Several weeks ago, I gave a talk at the local meeting of the Association of Legal Administrators . They had asked me to discuss Web 2.0, and what it might mean for business. This is what I discussed. ( Here is the handout that I prepared for my talk. )
While there are numerous articles and postings floating about the Internet regarding Web 2.0, most of them focus on the technical differences. From a business perspective, there are four things that distinguish legacy Web-based applications from Web 2.0. They are:
- In-browser responsiveness
- Always-on services
- Pull vs Push
- Finer Granularity
The fact that Web browsers have matured, and are capable of doing a lot more than simply viewing Web pages has made the difference here. One of the big changes here is that Web browsers can now handle much of the graphical experience directly. In other words, you are now able to use techniques like “drag and drop”, “double-click”, and “wizards” in Web applications. This has resulted in Web applications that are just as functional as the applications that run directly. However, you also get the advantage of being able to run these applications from anywhere that has an Internet connection, and without worrying about the specific operating system of your computer.
In the past several years, broadband access to the Internet has become quite prevalent in business regions. This means that businesses can access Web applications quickly and reliably. Similarly servers and clustering technology has matured, which means that hosted services have become much more stable. These two factors combine to result in an environment that provides Web applications 24×7, with no increased cost for when and how long they are accessed. This small change has resulted in a shift to the working day, where employees are spending increasing amounts of time online, both at work and at home.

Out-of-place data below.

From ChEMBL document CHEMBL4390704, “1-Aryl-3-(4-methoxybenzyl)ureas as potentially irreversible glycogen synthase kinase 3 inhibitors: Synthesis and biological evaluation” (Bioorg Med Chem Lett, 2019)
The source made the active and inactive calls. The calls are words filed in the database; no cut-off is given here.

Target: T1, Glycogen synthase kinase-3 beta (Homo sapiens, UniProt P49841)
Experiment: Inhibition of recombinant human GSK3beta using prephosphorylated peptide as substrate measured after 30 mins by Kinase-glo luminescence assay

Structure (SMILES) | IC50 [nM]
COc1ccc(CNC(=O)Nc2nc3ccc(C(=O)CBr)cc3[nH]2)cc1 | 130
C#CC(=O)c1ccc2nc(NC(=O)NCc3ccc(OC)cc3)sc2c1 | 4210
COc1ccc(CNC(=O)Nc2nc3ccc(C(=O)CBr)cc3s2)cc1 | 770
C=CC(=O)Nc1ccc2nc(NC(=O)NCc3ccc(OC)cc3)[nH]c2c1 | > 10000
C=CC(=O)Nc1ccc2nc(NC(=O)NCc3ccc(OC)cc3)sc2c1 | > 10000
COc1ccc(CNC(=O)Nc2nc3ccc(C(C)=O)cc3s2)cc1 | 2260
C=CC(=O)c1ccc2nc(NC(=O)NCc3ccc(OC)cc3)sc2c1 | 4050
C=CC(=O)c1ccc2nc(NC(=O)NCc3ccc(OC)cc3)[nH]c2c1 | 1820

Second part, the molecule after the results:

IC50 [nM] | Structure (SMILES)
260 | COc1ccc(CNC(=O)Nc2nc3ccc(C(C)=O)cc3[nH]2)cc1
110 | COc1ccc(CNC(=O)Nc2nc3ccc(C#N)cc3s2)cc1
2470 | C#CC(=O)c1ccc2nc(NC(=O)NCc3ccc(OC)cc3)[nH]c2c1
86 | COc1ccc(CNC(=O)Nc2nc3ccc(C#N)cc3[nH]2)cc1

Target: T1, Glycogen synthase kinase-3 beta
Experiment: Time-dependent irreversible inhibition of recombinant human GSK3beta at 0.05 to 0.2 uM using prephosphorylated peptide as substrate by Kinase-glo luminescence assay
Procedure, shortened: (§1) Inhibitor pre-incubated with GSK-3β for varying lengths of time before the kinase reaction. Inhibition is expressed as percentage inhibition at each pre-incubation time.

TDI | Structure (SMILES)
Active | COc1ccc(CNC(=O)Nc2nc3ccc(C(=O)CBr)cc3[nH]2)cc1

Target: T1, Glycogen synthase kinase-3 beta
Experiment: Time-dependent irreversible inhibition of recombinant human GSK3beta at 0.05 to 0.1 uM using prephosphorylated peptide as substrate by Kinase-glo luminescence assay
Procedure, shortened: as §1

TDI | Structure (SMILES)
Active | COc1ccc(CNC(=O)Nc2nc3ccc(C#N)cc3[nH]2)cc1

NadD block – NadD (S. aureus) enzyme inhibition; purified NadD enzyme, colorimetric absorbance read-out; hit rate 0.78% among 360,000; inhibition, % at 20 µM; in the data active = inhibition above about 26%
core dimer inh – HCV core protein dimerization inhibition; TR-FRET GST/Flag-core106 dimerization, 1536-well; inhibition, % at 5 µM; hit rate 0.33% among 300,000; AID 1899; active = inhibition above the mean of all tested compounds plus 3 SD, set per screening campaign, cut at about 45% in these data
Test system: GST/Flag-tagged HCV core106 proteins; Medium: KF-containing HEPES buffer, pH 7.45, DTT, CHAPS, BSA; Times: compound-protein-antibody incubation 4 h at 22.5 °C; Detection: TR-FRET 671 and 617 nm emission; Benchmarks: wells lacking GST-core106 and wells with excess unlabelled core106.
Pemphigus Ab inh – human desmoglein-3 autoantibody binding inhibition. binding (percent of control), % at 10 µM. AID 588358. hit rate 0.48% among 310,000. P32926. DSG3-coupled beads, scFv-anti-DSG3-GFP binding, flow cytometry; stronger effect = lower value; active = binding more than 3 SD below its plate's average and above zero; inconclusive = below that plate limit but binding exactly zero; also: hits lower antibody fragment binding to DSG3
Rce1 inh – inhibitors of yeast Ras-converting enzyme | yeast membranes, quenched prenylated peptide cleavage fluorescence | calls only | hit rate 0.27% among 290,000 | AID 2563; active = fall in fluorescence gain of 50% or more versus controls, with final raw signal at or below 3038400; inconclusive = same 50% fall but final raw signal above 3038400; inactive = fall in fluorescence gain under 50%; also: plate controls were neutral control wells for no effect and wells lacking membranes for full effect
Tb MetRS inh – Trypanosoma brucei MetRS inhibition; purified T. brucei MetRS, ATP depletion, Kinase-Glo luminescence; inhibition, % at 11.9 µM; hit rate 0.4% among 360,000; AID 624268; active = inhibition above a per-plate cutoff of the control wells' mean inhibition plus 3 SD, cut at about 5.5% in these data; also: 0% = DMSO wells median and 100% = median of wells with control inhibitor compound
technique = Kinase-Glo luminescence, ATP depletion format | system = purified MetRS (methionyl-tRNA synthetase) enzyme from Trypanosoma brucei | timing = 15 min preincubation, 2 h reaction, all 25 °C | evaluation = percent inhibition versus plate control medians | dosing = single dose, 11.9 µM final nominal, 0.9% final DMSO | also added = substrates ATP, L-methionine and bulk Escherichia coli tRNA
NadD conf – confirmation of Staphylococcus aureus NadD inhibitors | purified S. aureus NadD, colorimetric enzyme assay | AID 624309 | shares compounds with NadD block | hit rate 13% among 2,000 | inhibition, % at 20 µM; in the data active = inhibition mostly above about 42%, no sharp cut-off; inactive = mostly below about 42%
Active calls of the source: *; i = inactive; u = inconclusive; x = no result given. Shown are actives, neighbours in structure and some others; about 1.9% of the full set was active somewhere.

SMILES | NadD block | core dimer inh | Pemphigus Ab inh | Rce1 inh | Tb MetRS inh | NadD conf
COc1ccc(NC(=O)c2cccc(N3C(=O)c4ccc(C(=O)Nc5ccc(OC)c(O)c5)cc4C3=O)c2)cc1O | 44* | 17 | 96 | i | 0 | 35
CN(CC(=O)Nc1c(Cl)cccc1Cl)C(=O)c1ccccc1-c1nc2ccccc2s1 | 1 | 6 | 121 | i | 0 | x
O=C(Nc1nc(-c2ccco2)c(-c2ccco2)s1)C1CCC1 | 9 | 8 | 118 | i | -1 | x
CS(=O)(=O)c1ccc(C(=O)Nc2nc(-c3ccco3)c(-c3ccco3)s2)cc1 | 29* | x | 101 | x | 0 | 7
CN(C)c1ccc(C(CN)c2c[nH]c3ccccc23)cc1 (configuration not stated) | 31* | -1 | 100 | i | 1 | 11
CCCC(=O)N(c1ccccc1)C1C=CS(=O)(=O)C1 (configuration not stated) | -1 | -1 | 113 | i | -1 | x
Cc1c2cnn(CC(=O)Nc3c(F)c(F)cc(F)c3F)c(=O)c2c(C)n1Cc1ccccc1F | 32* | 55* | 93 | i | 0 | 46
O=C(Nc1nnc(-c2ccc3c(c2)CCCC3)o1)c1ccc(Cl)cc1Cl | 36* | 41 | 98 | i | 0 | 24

Pull vs Push
In the old days, if you wanted up-to-date information, you would either have to check Web pages manually or step outside of the Web and get your updates via email. Now, however, there are technologies such as RSS/ATOM, which allows you to subscribe to various information sources. This small shift from the user needing to go to the information to where the information comes to the user has dramatically accelerated information exchange on the Web. This allows social networks to be built and extended much more quickly than word of mouth or email/usenet-based networks. This results in a social amplification effect, where if something of interest occurs, it quickly becomes more positive or negative depending on the number of people that pick up the story and discuss it within their social networks.
Much as children graduate from large building blocks to smaller ones as they grow, we have seen the parts of which the Web is built shrink over the last few years. From a technical perspective, this allows people to build increasingly complex applications. From a non-technical perspective, this means that applications are quickly extended and can grow very quickly. Competition occurs at a more rapid pace, and services must compete on ease-of-use, as functionality is easily duplicated.
So, what does all this mean to business? First of all, the fact that these services exist and are available everywhere means that your employees can be more productive working at home. However, the flip side of this, is that they can just as easily access their personal systems from work. There are two common ways to deal with this challenge.
- Ban you employees from working on personal items at work.
- Allow employees to work on what they wish when they wish, but hold them accountable to deadlines and other measurable goals.
Most companies are selecting the first option, which is regrettable, as productivity often increases with the second. Additionally, high-performing employees may be attracted to companies following option two, leaving companies that follow option one with a staff of people that need to be micromanaged — at a higher management cost.
The other concern about using Web 2.0 in business is that of data control and ownership. If you are using a service, then the data involved is often stored outside of your environment. This means that you cannot backup the data or control who sees it. Sadly, there are few ways to address this problem, so I just suggest that you look at the SLA of any service before you commit your business to it. Eventually, I am certain that these services will allow you greater control of your data.
Lastly, I encourage you all to take a look around and decide how your company will use Web 2.0, because if you don’t, then your employees will decide for you.